"The extinction of the human race will come from its inability to EMOTIONALLY comprehend the exponential function." -- Edward Teller

        by lgmcp on Fri Apr 25, 2014 at 04:03:47 PM PDT

        [ Parent ]

    •  As to federal judges, yes, as long as (1+ / 0-)
      Recommended by:

      their attendance and the agenda, speakers and funders are disclosed under the policy that's been in place for several years. (Outcries like this one -- more often about environmental law & takings clause issues -- and some congressional prodding, gave rise to the policy.) The trip part of it isn't that big a deal, although it is considered a reportable gift. The real issue isn't that these events are junkets to buddy up to the judge on the golf course -- it's that they're hard core efforts to get the judges' minds right on the substantive topics. George Mason has been getting judges' minds right on Law & Econ for years now. They're usually a little more balanced than this one seems to be, but there's never been a question about where they're coming from. The named corporations are among hundreds of funders, and they fund many different George Mason Law & Econ seminars for judges, as you can see in this article, and as is regularly reported to the Administrative Office of the U.S. Courts.

      If litigants think attendance at the seminar should trigger recusal in a specific case, they can ask the judge to recuse -- that's a main purpose of the disclosure requirement. It's unlikely on this specific topic, I would think, but not necessarily on others.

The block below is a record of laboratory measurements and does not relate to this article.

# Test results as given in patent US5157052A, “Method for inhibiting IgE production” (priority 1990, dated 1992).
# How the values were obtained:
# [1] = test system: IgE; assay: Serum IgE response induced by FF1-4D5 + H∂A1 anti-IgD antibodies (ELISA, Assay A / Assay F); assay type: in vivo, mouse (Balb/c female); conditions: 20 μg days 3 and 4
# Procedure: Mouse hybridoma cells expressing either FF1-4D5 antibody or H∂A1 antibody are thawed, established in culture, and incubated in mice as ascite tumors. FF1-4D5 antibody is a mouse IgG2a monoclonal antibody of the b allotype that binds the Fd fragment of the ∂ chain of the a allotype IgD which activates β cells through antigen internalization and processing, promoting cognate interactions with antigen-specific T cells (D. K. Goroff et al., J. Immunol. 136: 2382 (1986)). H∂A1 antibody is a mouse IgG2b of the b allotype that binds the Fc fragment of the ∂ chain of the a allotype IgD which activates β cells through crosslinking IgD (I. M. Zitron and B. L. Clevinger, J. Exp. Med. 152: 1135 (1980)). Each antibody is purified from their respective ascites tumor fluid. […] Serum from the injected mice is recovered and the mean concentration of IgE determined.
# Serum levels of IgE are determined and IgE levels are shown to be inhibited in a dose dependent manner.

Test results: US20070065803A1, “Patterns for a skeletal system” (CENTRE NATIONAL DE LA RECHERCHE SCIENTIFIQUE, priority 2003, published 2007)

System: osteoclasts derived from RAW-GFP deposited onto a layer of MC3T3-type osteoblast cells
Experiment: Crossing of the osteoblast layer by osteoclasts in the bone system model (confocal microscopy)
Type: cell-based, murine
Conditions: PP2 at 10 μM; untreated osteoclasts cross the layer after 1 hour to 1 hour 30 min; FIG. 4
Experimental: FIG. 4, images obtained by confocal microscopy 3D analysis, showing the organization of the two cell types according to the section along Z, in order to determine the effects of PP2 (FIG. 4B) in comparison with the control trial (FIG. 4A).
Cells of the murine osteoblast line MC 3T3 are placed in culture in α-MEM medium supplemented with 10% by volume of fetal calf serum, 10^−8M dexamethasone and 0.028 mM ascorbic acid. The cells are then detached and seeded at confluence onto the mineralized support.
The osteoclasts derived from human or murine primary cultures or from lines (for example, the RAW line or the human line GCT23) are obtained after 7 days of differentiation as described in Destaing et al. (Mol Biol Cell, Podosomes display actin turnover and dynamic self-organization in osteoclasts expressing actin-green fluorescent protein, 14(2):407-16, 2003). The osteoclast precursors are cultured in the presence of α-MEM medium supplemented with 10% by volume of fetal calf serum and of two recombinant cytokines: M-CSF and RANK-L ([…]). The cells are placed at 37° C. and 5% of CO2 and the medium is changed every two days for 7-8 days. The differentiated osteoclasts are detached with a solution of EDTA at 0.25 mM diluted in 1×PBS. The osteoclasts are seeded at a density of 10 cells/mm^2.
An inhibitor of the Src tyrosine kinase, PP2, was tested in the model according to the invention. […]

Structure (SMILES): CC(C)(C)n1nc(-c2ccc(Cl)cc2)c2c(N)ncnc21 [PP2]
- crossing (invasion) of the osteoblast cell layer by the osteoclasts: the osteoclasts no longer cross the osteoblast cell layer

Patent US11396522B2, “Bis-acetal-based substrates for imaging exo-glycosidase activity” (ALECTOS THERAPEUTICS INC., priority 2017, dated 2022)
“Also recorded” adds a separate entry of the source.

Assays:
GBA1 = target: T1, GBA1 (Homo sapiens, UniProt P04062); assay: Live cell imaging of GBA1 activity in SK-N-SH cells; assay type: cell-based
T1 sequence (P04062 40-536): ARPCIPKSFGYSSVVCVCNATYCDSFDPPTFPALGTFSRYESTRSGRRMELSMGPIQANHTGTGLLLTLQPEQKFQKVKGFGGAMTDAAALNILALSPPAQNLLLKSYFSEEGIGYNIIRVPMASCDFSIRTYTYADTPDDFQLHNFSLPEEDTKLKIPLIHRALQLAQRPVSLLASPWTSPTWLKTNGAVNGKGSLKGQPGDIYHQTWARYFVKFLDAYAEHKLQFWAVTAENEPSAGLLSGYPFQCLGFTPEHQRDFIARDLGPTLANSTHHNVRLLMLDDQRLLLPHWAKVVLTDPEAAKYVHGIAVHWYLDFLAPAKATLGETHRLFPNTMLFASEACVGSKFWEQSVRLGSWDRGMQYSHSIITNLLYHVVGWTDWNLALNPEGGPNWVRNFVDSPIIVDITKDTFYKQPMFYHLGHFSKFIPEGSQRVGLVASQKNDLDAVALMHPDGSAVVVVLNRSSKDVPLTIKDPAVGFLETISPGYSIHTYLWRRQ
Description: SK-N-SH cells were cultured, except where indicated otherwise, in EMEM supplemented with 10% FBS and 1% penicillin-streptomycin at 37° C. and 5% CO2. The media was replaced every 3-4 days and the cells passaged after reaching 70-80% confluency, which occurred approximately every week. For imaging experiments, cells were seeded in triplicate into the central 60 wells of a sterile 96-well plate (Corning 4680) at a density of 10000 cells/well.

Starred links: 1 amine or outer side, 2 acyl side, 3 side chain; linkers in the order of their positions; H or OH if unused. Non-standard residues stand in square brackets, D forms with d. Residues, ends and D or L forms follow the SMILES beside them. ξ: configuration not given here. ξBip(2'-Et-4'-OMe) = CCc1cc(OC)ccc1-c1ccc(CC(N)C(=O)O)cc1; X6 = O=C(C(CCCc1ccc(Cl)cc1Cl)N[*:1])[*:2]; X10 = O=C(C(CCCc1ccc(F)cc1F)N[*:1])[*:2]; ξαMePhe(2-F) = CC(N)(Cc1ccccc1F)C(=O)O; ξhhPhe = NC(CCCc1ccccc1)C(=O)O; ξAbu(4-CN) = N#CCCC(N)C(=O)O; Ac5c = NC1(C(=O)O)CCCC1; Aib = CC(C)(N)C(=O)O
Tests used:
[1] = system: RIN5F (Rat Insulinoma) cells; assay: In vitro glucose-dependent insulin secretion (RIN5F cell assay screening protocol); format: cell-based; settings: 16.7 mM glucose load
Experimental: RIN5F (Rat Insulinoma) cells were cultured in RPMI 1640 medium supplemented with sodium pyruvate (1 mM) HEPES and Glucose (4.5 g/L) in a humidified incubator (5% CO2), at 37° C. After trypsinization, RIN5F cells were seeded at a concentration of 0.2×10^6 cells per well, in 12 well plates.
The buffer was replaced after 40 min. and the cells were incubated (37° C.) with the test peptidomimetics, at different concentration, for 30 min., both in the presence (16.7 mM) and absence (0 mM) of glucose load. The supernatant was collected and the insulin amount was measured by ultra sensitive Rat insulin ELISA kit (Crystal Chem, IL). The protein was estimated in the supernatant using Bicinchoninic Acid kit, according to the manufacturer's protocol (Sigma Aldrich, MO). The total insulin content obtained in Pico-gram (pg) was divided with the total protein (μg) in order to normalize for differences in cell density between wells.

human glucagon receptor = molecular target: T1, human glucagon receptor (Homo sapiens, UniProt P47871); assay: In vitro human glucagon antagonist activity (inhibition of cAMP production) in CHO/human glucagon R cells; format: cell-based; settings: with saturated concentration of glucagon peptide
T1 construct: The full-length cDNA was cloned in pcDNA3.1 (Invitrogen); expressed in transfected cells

•  I agree that the bribery is relatively trivial, (1+ / 0-)
        Recommended by:

        a venal rather than a cardinal sin, but it seems particularly egregious when the political policy being urged upon these judges calls itself "reform," with that term's overtones of self-congratulatory moralism.

        "Think of something to make the ridiculous look ridiculous." -- Molly Ivins

        by dumpster on Fri Apr 25, 2014 at 10:44:10 PM PDT

        [ Parent ]

  •  Wish I had a way to be a fly on the wall (0+ / 0-)

    and a recorder in my back pocket.

    by Alizaryn on Fri Apr 25, 2014 at 03:35:08 PM PDT

  •  AFL-CIO really needs to stage an informational (3+ / 0-)
    Recommended by:
    laurnj, lgmcp, Lily O Lady